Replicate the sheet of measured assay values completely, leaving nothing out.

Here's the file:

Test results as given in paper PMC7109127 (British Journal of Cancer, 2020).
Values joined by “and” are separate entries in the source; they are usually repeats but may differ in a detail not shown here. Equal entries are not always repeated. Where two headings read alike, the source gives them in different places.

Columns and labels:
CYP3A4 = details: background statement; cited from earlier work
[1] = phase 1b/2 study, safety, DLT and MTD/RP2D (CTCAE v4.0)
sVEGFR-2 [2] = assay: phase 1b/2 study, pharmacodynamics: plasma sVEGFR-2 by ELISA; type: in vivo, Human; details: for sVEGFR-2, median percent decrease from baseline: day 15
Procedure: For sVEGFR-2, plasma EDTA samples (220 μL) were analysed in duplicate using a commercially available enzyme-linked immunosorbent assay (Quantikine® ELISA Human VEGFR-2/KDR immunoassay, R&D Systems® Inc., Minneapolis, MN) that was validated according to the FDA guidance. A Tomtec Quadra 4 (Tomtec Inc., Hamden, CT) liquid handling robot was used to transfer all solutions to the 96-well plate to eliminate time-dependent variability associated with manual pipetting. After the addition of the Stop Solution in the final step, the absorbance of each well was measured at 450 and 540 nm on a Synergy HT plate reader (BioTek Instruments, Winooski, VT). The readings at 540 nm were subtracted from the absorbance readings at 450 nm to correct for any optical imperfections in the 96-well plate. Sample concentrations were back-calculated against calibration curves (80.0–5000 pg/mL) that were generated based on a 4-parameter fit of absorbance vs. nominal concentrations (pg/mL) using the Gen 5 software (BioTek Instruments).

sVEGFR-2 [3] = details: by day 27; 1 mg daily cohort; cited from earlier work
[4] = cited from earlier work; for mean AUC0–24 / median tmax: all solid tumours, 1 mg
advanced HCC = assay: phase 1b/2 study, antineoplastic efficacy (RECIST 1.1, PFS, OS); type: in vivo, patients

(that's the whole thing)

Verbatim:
Test results as given in paper PMC7109127 (British Journal of Cancer, 2020).
Values joined by “and” are separate entries in the source; they are usually repeats but may differ in a detail not shown here. Equal entries are not always repeated. Where two headings read alike, the source gives them in different places.

Columns and labels:
CYP3A4 = details: background statement; cited from earlier work
[1] = phase 1b/2 study, safety, DLT and MTD/RP2D (CTCAE v4.0)
sVEGFR-2 [2] = assay: phase 1b/2 study, pharmacodynamics: plasma sVEGFR-2 by ELISA; type: in vivo, Human; details: for sVEGFR-2, median percent decrease from baseline: day 15
Procedure: For sVEGFR-2, plasma EDTA samples (220 μL) were analysed in duplicate using a commercially available enzyme-linked immunosorbent assay (Quantikine® ELISA Human VEGFR-2/KDR immunoassay, R&D Systems® Inc., Minneapolis, MN) that was validated according to the FDA guidance. A Tomtec Quadra 4 (Tomtec Inc., Hamden, CT) liquid handling robot was used to transfer all solutions to the 96-well plate to eliminate time-dependent variability associated with manual pipetting. After the addition of the Stop Solution in the final step, the absorbance of each well was measured at 450 and 540 nm on a Synergy HT plate reader (BioTek Instruments, Winooski, VT). The readings at 540 nm were subtracted from the absorbance readings at 450 nm to correct for any optical imperfections in the 96-well plate. Sample concentrations were back-calculated against calibration curves (80.0–5000 pg/mL) that were generated based on a 4-parameter fit of absorbance vs. nominal concentrations (pg/mL) using the Gen 5 software (BioTek Instruments).

sVEGFR-2 [3] = details: by day 27; 1 mg daily cohort; cited from earlier work
[4] = cited from earlier work; for mean AUC0–24 / median tmax: all solid tumours, 1 mg
advanced HCC = assay: phase 1b/2 study, antineoplastic efficacy (RECIST 1.1, PFS, OS); type: in vivo, patients